I can understand, for example, the lack of black superheroes because many were lame sidekicks or potential pr nightmares (black panther). The one exception is the excellent blade which was successful.

    To my mind, if you want equality then isn't it counter productive to keep on highlighting the divisions currently perceived? Get the person for the role as a person, not a set of vital statistics.
    Isn't it time for a colourful metaphor?

  9. #9
    @.~*virinaĉo*~.@ Totenkindly's Avatar
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    Quote Originally Posted by Passacaglia View Post
    And Lost. Don't forget Lost, in which Michelle plays the badass who dies a totally anticlimactic death.

    Well, alright, one of the badasses who dies a totally anticlimactic death.
    Best. Episode. Evah.
    It anchored me as a huge fan of the show.
    (I think it was very climactic in terms of character dev.)

    Haven't read all the thread, but a lot of these superheroes were created at a time when white people dominated the culture and staffed the publication offices and created all of these superheroes. So they were "white" mainly by default. With comic books as the genre, it's also very clear that the narratives are mainly a "character concept" who is being riffed on by new creative teams every few years. There might be some established data about the character that people try to incorporate into their telling, but really what we are looking at are MODERN MYTHS (of the superhuman being) that are constantly being spun and respun even if the name is the same.

    So does it really matter what gender or color the character is? Really? It's just a new riff being done on the established myth. People want to play around to see what can be done. These aren't real people with real histories where a certain depiction is "right or wrong" per se.

    .... Didn't Rodriguez apologize at some point? I haven't even read the articles. I just saw the original headline, thought, "yeah, that's pretty par for the course with her," and then saw the apology headline and thought, "yeah, that's pretty par for the course with these situations." People say shit, people quote shit, people retract shit. The topic is interesting, but I don't really much care either way about Rodriguez shooting off her mouth, which she is known to do and in fact hired specifically based on that particular image of her.
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  10. #10
    Senior Member Survive & Stay Free's Avatar
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    I think you can balance tradition and innovation, in all things, not just comics. I err on the side of tradition sometimes, innovation other times but usually only find myself so firmly in the tradition camp because innovation is mishandled and royally fucked up, I mean throwing the baby out with the bathwater, innovation is thy name, tail wags the dog, innovation is your second name, you get the idea.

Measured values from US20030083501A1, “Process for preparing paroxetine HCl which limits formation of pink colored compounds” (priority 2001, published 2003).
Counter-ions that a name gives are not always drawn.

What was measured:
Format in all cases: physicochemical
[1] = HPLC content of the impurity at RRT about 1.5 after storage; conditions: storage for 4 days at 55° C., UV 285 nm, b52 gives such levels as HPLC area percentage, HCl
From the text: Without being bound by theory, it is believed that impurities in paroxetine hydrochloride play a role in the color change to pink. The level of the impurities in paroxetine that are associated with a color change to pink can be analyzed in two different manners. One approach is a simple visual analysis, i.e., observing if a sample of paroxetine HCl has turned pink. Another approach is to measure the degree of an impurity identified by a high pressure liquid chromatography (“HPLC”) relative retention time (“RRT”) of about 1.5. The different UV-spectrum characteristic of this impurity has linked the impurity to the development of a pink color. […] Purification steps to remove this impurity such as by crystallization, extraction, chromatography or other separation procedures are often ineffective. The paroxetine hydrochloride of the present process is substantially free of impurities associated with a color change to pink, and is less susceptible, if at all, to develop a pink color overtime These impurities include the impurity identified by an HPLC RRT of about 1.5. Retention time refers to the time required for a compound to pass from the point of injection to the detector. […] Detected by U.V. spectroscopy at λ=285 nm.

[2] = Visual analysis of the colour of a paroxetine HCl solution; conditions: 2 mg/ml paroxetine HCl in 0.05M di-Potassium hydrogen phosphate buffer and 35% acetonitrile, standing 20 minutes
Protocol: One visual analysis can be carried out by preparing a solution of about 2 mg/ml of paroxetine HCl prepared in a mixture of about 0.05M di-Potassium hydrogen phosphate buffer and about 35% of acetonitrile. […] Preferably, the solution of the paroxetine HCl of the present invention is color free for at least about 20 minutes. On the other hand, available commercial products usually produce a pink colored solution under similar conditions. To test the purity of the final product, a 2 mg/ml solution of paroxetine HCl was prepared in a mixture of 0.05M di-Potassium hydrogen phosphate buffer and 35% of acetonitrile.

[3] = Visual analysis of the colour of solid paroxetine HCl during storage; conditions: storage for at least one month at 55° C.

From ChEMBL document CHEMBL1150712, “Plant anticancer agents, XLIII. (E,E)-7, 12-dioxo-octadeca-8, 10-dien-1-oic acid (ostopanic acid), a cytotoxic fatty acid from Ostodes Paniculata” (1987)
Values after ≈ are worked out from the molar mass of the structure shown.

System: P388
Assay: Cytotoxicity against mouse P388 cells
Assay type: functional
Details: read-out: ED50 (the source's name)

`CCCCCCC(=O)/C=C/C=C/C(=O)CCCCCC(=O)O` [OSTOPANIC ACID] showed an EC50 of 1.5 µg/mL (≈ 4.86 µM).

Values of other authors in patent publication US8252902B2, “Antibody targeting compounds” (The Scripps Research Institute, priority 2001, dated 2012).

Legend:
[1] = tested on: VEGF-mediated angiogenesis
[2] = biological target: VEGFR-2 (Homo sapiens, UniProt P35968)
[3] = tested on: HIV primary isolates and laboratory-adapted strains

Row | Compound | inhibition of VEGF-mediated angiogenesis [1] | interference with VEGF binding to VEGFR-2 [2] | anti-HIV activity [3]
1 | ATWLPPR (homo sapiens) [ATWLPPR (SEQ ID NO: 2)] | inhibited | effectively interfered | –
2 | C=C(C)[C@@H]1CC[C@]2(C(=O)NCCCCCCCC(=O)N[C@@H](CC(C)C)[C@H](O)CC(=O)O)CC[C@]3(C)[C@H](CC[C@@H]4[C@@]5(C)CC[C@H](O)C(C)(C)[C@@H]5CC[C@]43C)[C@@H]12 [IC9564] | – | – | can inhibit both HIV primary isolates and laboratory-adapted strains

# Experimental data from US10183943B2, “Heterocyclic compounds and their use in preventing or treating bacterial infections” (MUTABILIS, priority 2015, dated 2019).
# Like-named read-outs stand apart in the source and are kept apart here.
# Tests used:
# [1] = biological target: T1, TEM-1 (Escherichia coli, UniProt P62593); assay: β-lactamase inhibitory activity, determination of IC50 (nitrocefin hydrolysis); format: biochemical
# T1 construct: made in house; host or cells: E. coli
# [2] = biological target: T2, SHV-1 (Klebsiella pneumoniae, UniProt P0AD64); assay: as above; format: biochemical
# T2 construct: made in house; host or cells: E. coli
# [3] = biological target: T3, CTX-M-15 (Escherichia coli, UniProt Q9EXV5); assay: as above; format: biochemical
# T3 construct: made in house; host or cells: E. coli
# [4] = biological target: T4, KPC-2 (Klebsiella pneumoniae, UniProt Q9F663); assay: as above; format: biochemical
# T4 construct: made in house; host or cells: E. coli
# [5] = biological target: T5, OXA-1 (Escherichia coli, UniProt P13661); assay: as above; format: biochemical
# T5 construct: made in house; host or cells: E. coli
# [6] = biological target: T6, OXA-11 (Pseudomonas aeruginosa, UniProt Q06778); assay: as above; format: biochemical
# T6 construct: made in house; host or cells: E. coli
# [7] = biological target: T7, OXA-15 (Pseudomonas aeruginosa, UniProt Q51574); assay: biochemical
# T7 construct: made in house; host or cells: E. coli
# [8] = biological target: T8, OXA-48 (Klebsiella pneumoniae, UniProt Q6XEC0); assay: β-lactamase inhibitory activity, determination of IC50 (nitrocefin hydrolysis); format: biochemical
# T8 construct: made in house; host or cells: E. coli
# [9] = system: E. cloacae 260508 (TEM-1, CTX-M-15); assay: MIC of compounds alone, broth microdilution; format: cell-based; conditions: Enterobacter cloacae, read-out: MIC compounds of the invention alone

I've no problem at all with diversity, although its the same as when politicians come along and say there has to be competition for public services, or the private sector can out perform public delivery of services and all that, when what they are stating as a fact has happened already, hasnt been spontaneous, isnt likely to be and there's got to be huge changes, meaning cuts and sacrifices of the existing state of affairs, to test out their ideas or create something which more closely resembles what they think best.

    Diversity either is or, well, it isnt.

    I'm not passing a judgement, I personally like diversity, I've lived in something close to a mono-culture and witnessed people who want the imposition of a mono-culture and who're shite scared by the prospect of any alternative or rival to their mono-culture and its shit on a stick but its something which is organic when it does develop, usually unappreciated and easily lost were it exists but it cant be conjured up or realised simply by wishing and hoping or imposition. Equally I think there's a lot of crimes committed in the cause of supposed diversity which are likely to alienate people from the idea altogether, turn them against it when they actively couldnt have cared less about it in the first place and why even of apathetically adopted or adapted to it.